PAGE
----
5. Label execs defend delaying CD releases because it prevents leaks and (some) piracy. On the eve of the release of Drake’s Scorpion June 29, a bunch of music retailers nervously wondered if the rapper’s album would eventually come out on CD, since his previous LP, More Life, never did. The merchants were gathered in Florida at the annual convention of Alliance Entertainment, the largest music wholesaler of CDs and vinyl in the U.S. With CD sales accounting for $1.06 billion in sales at retail in the U.S. last year, attendees were at a loss as to why the labels weren't wholeheartedly supporting the CD. If Scorpion had come out on CD at the same time as it hit streaming services, the merchants speculated it would have sold 250,000 to 300,000 copies its debut week. But if the CD hit stores at a later date, they anticipated first-week sales of between 50,000 to 80,000 copies in the U.S. Drake's 'Scorpion' Heading for Third Week at No. 1 on Billboard 200, Wiz Khalifa Set for No. 2 Debut Now, after its July 13 release, Drake’s Scorpion CD is selling fewer copies than even they had expected this late in the game: given some shipping delays, industry analysts estimate it will be lucky to sell 50,000 copies its first week in the U.S. “What Drake is doing is walking up to a table and seeing two bags of money, one with $100,000 on it and one with $500,000 on it and choosing to leave the larger bag of money on the table,” says a music retailer, assuming $2 per CD in royalties. Label executives defend delaying the CD release because it prevents pre-release leaks and some amount of piracy, though pirates can also rip new music from streaming services in a now common practice known as stream-ripping. In the case of Scorpion, one major-label head said that Drake is likely more interested in the bragging rights of being a top-streamed act than in banking at least half a million more in physical revenue, says one major-label head. (That forgone sum doesn’t include physical revenue Drake passed up by delaying the CD overseas, which is likely significant given the still-strong CD sales in big music markets like Germany and Japan.) But retailers say that the dwindling support and the decreasing amount of warning and pre-release information they get from major labels about their biggest albums is accelerating a decline in CD shelf space. Best Buy has been withdrawing CDs from about 100 stores and aims to eliminate all its CD departments in August, label sources say, though it will still carry vinyl and budget CDs. Target, meanwhile, without warning labels, recently “decided to implement a policy that if a title didn’t sell 800 pieces of inventory a month across its chain, it got pulled from inventory,” a label exec complains. “I lost records right in the middle of their life.” CD sales are down 19.9% to 35.9 million in the first 27 weeks of 2018 over the same period last year. Country music is still particularly dependent on CD sales, declines of which could outpace country fans’ slow adoption of streaming, some insiders worry. "It's frustrating to the stores as they have to turn away thousands of customers a week when they have to tell them an album is not available," said Record Store Day co-founder Michael Kurtz, one of the attendees at the convention. Surprise albums with information embargoes are costing the industry even more, both in lost sales and efforts to chase down data, says Alliance’s marketing director, Jocelyn Pryor. “Data is the biggest sales factor; it is the key to selling,” she says, noting that big albums are the ones that benefit most from well-executed marketing plans in an increasingly fragmented fan market. “If you don’t have the data on an e-commerce site; or if my sales reps have no information then they can’t sell anything to the retailers. The fact that data is screwed up due to an information embargo is a humongous problem to sales. If the industry doesn’t get away from this practice, this will be the final nail in the physical coffin.” Pryor adds that while her team used to receive one file per album with all the information, metadata and artwork they would need to market it, “nowadays, every level of the supply chain has to chase for information and marketing assets because of the information embargoes and need to touch titles 5 or 6 times more than we did before when these ridiculous shenanigans began.” Alliance is the largest music wholesaler with more than $300 million in music sales, selling physical music or providing inventory management for that category to Walmart, Barnes & Noble, Books-A-Millions, and Dillards among others, as well as selling music and providing inventory sales and fulfillment to hundreds of CD websites including Amazon. But the company hasn’t put all of its eggs in the music industry’s basket: it is also a big seller of DVDs and is now making a big play for video gaming, too. Both Hollywood and the gaming industry are a lot more supportive of their physical formats than the music industry, says Alliance chairman Bruce Ogilvie. Game publishers, for example, “are trying to maintain their physical sales and trying to calm retail’s fears so that they don’t lose any more shelf space,” he says, adding he thinks the labels could use their clout with their artists to insist on a CD release. “When record labels executives tell me that they support physical music, I have to call them on that and point out which of their releases that didn’t come out on CD."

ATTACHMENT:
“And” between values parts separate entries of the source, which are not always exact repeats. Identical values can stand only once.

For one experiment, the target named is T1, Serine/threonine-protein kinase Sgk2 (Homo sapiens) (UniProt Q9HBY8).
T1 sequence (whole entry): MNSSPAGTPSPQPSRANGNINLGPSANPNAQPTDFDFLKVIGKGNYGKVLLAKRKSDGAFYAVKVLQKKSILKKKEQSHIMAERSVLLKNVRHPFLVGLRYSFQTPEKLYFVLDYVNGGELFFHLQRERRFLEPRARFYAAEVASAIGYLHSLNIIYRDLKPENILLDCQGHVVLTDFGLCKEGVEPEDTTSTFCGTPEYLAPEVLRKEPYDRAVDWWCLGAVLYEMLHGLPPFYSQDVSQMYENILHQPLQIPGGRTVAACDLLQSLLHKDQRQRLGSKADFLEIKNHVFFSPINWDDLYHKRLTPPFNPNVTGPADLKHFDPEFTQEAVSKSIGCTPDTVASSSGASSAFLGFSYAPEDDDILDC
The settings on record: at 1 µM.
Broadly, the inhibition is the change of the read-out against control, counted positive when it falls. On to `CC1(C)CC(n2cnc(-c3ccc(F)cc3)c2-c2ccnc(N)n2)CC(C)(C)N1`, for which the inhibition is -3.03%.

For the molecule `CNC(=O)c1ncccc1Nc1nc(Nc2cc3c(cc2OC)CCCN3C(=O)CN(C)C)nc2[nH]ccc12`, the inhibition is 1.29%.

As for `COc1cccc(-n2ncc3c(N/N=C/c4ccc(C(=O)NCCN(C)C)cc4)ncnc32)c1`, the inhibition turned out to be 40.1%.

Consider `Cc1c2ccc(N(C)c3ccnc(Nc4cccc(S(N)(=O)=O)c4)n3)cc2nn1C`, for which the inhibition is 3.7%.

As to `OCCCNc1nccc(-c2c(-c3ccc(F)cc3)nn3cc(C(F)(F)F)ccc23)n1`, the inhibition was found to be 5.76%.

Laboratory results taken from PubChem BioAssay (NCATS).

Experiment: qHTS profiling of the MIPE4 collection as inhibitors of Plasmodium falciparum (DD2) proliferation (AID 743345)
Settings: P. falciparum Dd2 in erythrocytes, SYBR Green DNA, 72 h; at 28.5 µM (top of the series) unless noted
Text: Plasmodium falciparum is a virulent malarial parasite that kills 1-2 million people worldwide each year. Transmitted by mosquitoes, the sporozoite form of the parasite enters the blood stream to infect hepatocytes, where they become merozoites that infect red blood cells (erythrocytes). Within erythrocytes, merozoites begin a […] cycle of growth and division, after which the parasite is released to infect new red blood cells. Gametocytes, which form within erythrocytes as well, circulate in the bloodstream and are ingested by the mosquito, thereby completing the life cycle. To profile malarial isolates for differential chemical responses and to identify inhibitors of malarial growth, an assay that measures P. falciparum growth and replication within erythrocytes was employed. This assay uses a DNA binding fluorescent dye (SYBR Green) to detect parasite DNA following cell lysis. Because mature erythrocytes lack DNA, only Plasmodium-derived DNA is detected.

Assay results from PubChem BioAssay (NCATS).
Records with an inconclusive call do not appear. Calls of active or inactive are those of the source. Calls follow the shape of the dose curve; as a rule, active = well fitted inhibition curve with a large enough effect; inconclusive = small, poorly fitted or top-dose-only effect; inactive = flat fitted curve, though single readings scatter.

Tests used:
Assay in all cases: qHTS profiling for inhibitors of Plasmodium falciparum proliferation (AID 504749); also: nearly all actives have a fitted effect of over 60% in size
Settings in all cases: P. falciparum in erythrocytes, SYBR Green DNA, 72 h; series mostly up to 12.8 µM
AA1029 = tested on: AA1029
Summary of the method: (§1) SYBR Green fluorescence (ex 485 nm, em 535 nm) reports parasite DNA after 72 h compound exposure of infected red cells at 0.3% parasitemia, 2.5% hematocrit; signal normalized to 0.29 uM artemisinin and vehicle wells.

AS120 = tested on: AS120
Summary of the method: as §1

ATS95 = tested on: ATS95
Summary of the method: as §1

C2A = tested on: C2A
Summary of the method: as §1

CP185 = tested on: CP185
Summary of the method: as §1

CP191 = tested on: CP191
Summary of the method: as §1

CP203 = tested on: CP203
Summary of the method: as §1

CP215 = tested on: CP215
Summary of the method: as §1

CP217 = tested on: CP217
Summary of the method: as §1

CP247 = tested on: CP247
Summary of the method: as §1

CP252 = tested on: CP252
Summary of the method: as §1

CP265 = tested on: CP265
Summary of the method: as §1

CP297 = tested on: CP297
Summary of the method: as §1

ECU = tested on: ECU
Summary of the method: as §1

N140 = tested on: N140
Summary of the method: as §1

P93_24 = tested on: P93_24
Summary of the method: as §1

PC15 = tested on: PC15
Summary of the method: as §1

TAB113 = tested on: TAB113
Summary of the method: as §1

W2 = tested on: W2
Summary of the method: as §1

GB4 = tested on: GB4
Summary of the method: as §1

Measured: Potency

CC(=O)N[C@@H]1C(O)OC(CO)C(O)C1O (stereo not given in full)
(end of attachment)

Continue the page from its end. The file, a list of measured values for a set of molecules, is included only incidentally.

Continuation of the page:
6. The federal government won’t block websites which allow the sale of dangerous weapons to Australians, despite recent efforts to crackdown on piracy sites. The New Daily can exclusively reveal that high-voltage tasers, which are illegal for personal use in Australia, are being sold on popular US-based retail site Wish.com. These models include some that deliver as much as 80 million volts. Wish.com has dubbed the tasers on some of its advertisements as “Women’s self-defence, gun electric shock and heavy-duty stun gun with LED flashlight and case”. One taser, shaped as a knuckle duster, is advertised to cause a “High voltage shock to the attacker’s brain allowing their voluntary muscles to be disrupted”. Dangerous tasers being advertised as police stun guns on Wish.com. Photo: Wish.com The New Daily found more than 100 tasers advertised, ranging from as little as $3 to $60, with buyers being able to select the option of Australian plug adapters with their purchase. The recent spate of violent taser attacks in Victoria has increased, with two incidents occurring in the past month. On Thursday, a gang armed with weapons, tasered a man on his neck, during a violent home invasion in Kurunjang, in Melbourne’s outer west. Last week, up to six armed men were on the run after tasering a man and dragging him and a woman from a car in a terrifying attack in Bundoora, in Melbourne’s outer north. Powerful knuckle tasers advertised to be ‘used carefully’. Photo: Wish.Com A Victoria Police spokeswoman told The New Daily police were aware of several websites trafficking illicit goods, including drugs and weapons. “People should be aware that it is not only an offence to sell weapons online, but also to purchase them.” Deakin University’s Cyber Security Research Institute professor Matt Warren said websites such as Wish.com didn’t have a global movement behind them to shut them down. “The film industry and anti-piracy groups have been pushing for piracy sites to be shut down, but with these type of online retail sites there hasn’t been that sort of backing,” Professor Warren told The New Daily. “We’re seeing this happen to Australian shoppers on Amazon.com, who are now blocking users from purchasing items overseas because it’s a way of making shoppers pay more. “The problem is that there are several websites selling items into countries where these items may not be illegal.” Professor Warren said there were still ways to access geo-blocked sites. “People can bypass those systems with a VPN and internet proxy sites which can change your IP address.” Tasers shaped as lipsticks are being sold on Wish.com. Photo: Wish.com Electronic Frontiers Australia, a group dedicated to online liberties, board member Justin Warren told The New Daily the organisation didn’t support websites being geo-blocked. “We don’t need to enforce a whole new set of laws for the internet or other mediums for that matter,” Mr Warren said. “It’s already illegal to have these weapons, so the laws shouldn’t change if you’re using a computer, telephone or any other medium to commit crimes.” A Border Affairs spokesperson said home affairs agencies were well aware of websites and had the capability to detect imports of illicit goods via these sites. “Australian Border Force uses a range of capabilities including intelligence sharing and cutting edge x-ray scanning technology in order to identify and seize illegal importations, including controlled weapons.” A spokesperson for the Department of Communications and the Arts said the government released guidelines in July 2017 for lawful disruption of access to online services. “These guidelines apply to law enforcement agencies and it would be a decision for relevant agencies on whether to seek to disrupt access to online services,” the spokesperson told The New Daily. But, director of policy at the Institute of Public Affairs Simon Breheny, said Australians shouldn’t be afraid of a discussion about liberalising laws surrounding self-defence weapons, including tasers. “The government should not remove this website, and doing so would be clear case of censorship,” Mr Breheny said. When The New Daily asked the Shadow Justice Minister Clare O’Neil for her thoughts on geo-blocking websites, she had no suggestions to offer, but added that the federal government cut $205 million from the Australian Federal Police in the recent budget.